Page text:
“Our projections were done on electricity at around 16p per kW and selling out at 35-40p. We are now in the situation where cost is around the 30p mark. I am not at all sure what the demand will now be. As I understand it, as a result of the cost of electricity, demand for electric cars has started to stall. On top of this, the way fixed charges for electricity are now calculated, we are now facing a fixed standing charge of £37 per day for the power supply for the charger. This all means we are going to have to charge 60/70p per kW to the customer.”
Needless to say all these things have made Roger a little pessimistic about the viability of the whole project. “I see the cost as being prohibitive at the moment for small/medium independents to enter the EV charging market.
“EVs are something the government is keen to promote so I really think they need to have a good hard look at the barriers to entry if they want ultra-rapid EV charging to become a widespread reality. Given what I know now I would not have decided to proceed with this project. Having said that, we will make the best of the opportunity this presents and see where it takes us. As the costs are so high, this will no doubt limit other competitors coming into the market, which can only work to our advantage. I think that I have made this investment four to five years too soon. There is however the capacity issue to consider, I have now secured the only spare capacity in the area and this has given us the ability, with battery back-up, to run three 150kW chargers should the demand be there. Time will tell how far away the demand for this level of EV charging is.”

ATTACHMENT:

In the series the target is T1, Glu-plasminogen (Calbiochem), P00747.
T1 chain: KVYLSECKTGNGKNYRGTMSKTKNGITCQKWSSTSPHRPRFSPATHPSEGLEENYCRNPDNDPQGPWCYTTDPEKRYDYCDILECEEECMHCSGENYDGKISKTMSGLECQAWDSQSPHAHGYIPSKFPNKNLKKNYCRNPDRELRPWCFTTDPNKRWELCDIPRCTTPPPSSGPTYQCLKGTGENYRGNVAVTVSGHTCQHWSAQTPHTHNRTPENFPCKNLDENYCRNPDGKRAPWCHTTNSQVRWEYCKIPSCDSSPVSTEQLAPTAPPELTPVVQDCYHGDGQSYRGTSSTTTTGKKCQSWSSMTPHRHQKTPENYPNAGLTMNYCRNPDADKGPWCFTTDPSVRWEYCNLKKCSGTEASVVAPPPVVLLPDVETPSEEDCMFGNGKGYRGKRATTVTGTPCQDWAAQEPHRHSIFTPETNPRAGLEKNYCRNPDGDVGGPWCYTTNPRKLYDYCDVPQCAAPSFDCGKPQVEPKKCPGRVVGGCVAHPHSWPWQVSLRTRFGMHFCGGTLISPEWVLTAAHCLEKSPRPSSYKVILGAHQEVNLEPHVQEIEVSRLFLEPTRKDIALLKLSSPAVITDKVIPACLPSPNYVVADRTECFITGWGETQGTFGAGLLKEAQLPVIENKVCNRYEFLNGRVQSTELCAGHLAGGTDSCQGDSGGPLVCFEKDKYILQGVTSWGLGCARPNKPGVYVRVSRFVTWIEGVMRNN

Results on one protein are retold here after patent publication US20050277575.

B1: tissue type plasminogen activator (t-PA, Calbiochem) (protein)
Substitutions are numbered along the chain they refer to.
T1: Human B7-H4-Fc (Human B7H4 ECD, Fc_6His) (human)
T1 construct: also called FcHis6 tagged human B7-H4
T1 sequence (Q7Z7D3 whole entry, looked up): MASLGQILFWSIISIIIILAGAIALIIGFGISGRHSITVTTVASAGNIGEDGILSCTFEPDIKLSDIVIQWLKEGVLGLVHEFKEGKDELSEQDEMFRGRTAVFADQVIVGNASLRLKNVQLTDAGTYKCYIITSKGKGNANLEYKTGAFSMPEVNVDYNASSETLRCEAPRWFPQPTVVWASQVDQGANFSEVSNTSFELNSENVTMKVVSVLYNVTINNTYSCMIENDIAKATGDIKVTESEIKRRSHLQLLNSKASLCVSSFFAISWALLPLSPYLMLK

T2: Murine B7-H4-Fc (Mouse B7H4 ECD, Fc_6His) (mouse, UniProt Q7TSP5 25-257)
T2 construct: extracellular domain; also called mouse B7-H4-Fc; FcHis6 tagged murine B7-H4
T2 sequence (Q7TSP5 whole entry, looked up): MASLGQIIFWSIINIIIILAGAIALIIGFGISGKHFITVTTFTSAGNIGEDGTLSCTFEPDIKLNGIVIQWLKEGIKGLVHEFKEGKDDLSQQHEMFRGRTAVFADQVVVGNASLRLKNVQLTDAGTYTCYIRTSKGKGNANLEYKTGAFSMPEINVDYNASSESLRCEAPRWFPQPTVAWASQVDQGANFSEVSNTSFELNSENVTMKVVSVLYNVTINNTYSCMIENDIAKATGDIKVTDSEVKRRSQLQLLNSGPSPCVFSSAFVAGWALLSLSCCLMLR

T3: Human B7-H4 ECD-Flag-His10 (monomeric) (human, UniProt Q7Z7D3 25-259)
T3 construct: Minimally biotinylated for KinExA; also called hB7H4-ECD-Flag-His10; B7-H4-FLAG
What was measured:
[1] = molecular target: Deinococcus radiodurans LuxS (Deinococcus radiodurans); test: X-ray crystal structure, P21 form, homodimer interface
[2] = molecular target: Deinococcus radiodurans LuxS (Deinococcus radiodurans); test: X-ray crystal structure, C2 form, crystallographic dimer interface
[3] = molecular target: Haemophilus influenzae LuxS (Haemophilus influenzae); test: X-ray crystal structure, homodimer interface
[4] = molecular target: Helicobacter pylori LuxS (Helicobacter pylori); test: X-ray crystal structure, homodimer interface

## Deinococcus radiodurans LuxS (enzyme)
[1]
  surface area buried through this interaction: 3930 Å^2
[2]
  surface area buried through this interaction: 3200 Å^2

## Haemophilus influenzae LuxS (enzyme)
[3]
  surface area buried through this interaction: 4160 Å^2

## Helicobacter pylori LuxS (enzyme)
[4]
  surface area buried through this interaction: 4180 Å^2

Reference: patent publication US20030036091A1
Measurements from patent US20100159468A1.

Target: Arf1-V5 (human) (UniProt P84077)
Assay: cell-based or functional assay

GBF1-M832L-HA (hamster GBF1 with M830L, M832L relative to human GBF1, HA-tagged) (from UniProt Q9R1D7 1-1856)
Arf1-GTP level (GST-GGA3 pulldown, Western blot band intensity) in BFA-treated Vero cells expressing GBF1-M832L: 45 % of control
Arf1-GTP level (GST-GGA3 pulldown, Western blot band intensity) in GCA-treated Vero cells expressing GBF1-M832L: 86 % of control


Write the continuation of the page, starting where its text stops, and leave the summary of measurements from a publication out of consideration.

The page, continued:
Roger’s is a sobering tale but one that is likely repeated across the UK.
Jennifer Smith, smart EV charging solutions lead at Schneider Electric, says the lack of grid infrastructure is the single biggest blocker to deployment of new low carbon power in the UK.
“A number of renewable and clean energy projects have been delayed from connecting to the grid, creating a queue in the process. This is being addressed, but the UK needs to get these projects connected as quickly as possible to help drive green investment and lower emissions. The government has targeted the rollout of 300,000 EV charging stations across the UK by the end of the decade, but despite a 36% increase in the last 12 months the reality is that currently, there aren’t enough public charging hubs available to meet demand.
“We need to install EV chargers in vast quantities nationwide. This includes residential buildings and office campuses, but predominantly at en route locations like petrol forecourts and motorway services. A typical building requires up to 40% more energy to support an EV charging installation and larger scale hubs have more complex capacity requirements. Unfortunately, many were built over 30-40 years ago and weren’t wired up to cater for the Tesla Model 3 or the Nissan Leaf. So, we’re looking at a capacity issue that needs to be addressed urgently to accommodate more EV charging installations.”
Smith advises that petrol forecourts, motorway services and other en route locations install solutions that optimise the existing capacity and facilitate a switch to cleaner energy based on renewables and microgrids further down the line.
“These solutions consist of equipment that enables electrical power distribution and digital tools that monitor and regulate power usage, capacity and storage. It will allow en route locations to manage their power consumption more effectively, lower emissions and monetise EV charging assets. This type of infrastructure is necessary to provide electric charging points and expand EV charging hubs across the UK. The software also supports asset tracking and availability to monitor the performance of EV chargers, identify faults and even repair them remotely, helping to improve the EV charging experience for customers.”
Smith is adamant that from an EV charging perspective, the solution doesn’t simply lie in adding capacity. “It’s about using clean power sources and having a clear energy strategy, which involves getting guidance on planning, designing, implementing, operating, and maintaining the infrastructure to ensure optimum use of the existing capacity. Then you can begin to gradually integrate renewables and clean energy supplies into the mix.”